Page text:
‘Designer babies’ have been the stuff of science fiction for decades, without ever getting close to becoming reality. In recent years however, with new scientific developments, techniques and amended laws, some have reignited the debate surrounding ‘designer babies’. But are we in fact any closer to a world of pre-designed babies or do these remain a thing of sci-fi legend?
Are ‘designer babies’ already a reality?
Some commentators would argue that not only are designer babies possible, they are already a reality. They point to the use of techniques such as pre-implantation genetic screening (PGS) and pre-implantation genetic diagnosis (PGD) as evidence of this. These methods are used to screen embryos for specific conditions (such as cystic fibrosis and Huntington’s disease), as well as to check that they have the correct number of chromosomes. PGD can also be used to identify embryos to become saviour siblings for sick children needing transplants.
Some believe that this is a form of eugenics in itself, as children are selected to exist or not on the basis of their genes. However, In the UK, this process is limited to selection of embryos on the basis on aneuploidy or disease status. PGD is most often used to avoid debilitating genetic disease, and PGS is usually used to find normal embryos. In both circumstances, the aim is not to edit or to produce so-called ‘superior’ human beings; it is merely to best ensure a healthy, normal baby.
In some countries, such as the US, PGD is also permitted for non-medical uses such as gender selection. In these instances the social and ethical problems are more apparent, and this kind of selection has the potential to lead to severe gender imbalance. However, gender selection is illegal in the UK and CREATE does not support it.
A recent scientific advancement was the ‘3-person baby’ technique. This allows women with mitochondrial disease to receive mitochondrial donation from another woman. The donor mitochondria are introduced into the embryo to replace the faulty mitochondria of the mother, meaning that the resulting baby harbours DNA from 3 separate people, though the amount of genetic material from the donor is miniscule. The law changed to allow this technique in February in the United Kingdom. Its proponents argue that mitochondrial DNA does not contain any characteristic-defining DNA, and that introducing donor mitochondria is likely only to reduce suffering. At the moment this technology is available only to carriers of mitochondrial disease, so in this sense, the ethical principle underlying the use of mitochondrial transfer is similar to that justifying the use of PGD.
The future of ‘designer babies’
Technology surrounding embryo alteration and selection is improving all the time, throwing up ethical and legal questions. Many people fear that the rapid scientific progression will lead to a ‘Gattaca-style’ world in which babies’ physical and personality traits are selected before birth. Gene-editing technology has increased in precision recently, and the development of the CRISPR-Cas9 gene-editing tool means that specific genes can be pinpointed and replaced. One major difference between CRISPR-Cas9 and other gene-editing tools is that CRISPR-Cas9 causes changes to the germline, so any changes are passed on to future generations, which is of great concern to many.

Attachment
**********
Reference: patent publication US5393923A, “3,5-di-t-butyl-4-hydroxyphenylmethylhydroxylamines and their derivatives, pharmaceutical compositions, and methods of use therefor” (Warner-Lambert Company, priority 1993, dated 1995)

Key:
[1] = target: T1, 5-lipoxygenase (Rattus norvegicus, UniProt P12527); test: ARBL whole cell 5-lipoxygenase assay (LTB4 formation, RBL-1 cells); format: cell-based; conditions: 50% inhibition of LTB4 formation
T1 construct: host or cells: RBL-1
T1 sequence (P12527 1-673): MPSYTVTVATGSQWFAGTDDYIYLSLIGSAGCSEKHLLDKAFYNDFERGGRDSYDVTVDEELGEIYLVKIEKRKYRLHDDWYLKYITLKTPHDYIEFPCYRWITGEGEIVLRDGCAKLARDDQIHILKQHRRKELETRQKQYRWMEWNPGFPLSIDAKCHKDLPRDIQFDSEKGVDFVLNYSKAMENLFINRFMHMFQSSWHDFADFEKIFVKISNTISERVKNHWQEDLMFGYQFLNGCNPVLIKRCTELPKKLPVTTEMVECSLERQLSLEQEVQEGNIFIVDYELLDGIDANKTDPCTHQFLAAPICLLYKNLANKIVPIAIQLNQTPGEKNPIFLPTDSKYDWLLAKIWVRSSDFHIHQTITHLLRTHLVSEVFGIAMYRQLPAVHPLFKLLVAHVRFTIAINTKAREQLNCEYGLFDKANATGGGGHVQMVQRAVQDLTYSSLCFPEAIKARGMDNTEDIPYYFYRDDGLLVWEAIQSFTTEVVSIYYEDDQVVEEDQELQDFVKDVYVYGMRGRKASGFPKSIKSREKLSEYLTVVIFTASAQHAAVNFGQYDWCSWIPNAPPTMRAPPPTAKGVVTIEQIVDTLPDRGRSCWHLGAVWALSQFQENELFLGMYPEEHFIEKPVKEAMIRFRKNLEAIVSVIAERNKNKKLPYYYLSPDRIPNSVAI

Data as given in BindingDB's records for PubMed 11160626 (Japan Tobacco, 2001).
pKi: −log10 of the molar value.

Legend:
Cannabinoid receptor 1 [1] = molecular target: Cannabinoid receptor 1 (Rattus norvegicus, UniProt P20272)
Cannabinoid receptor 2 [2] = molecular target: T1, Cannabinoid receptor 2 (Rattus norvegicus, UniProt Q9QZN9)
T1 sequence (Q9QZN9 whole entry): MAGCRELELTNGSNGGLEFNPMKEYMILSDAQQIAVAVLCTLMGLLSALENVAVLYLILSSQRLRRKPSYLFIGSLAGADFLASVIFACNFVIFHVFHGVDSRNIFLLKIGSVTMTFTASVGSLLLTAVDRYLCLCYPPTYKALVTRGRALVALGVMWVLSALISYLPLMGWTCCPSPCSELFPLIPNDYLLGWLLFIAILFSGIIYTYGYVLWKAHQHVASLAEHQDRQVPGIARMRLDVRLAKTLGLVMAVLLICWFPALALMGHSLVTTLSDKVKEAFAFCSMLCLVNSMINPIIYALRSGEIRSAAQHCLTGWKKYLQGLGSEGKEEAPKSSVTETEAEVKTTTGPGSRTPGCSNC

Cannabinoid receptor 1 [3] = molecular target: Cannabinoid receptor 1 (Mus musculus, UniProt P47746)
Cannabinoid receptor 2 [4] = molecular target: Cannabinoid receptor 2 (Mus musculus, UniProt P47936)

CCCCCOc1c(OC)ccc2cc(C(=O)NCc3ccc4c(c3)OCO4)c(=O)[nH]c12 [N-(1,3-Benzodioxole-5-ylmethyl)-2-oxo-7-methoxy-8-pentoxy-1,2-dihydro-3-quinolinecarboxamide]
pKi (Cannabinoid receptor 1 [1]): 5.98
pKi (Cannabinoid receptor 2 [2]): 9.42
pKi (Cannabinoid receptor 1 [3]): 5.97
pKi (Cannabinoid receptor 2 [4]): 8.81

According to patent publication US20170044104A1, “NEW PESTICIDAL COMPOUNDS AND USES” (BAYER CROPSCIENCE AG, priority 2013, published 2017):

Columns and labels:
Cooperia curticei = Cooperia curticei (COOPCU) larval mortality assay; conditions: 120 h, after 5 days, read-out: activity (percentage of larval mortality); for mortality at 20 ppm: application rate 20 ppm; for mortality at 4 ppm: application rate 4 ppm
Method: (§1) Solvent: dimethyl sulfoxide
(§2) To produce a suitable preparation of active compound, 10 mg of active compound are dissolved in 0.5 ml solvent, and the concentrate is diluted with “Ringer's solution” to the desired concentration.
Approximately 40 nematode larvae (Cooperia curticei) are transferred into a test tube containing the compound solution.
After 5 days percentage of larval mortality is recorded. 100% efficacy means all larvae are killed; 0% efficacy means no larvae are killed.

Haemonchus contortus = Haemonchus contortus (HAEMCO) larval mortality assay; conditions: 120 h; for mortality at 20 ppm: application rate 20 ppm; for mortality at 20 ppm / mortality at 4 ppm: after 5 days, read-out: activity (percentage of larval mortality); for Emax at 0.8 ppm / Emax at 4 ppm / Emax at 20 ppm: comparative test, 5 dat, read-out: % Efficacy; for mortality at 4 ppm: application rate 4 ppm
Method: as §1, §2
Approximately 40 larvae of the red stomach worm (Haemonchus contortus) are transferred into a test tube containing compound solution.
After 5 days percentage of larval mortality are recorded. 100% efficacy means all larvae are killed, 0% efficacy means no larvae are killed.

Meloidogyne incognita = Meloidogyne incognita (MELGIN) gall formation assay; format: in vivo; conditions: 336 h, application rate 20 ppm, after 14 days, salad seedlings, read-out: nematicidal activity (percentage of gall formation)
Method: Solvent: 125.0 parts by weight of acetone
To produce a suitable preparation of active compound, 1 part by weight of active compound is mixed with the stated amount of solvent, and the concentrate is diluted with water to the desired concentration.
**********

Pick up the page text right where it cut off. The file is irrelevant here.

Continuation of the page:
However, the laws surrounding this kind of science are extremely strict, and before any kind of selection on the basis of non-medical genetics could occur, the law would have to be changed considerably. At the moment, selection of embryos is only permitted on medical grounds and editing of the human genome is strictly prohibited. Following the development of the CRISPR-Cas9 tool, scientists called for a halt on its development and use until the ethics and legalities behind the technology were fully established. Scientists themselves are therefore very aware of how important it is to tread carefully where human DNA is concerned.
Another factor which limits the use of gene technology is that the human genome is incredibly complex and it is not easy to find which genes are responsible for which traits. Scientists have been looking for the genetic origins of a variety of traits for years and have never been able to find them. This is partly because most physical and personality traits are coded for by multiple genes in different parts of the genome, and it is very difficult to pinpoint each of these many genes. Even if these genes were found and altered, it is unlikely that this would make much of a difference to humanity overall, as there are so many other factors involved in making a person who they are, such as epigenetics (the interactions between genes) and the environment.
These legal and scientific obstacles combined mean that a world of ‘designer babies’ is far from becoming a reality. Although there is some embryo selection in place already, realistically this is strictly limited to specific medical cases, and no changes are made that could affect the germline. For the time being therefore, this technology is used for the benefit of individuals rather than for the alteration of the human race.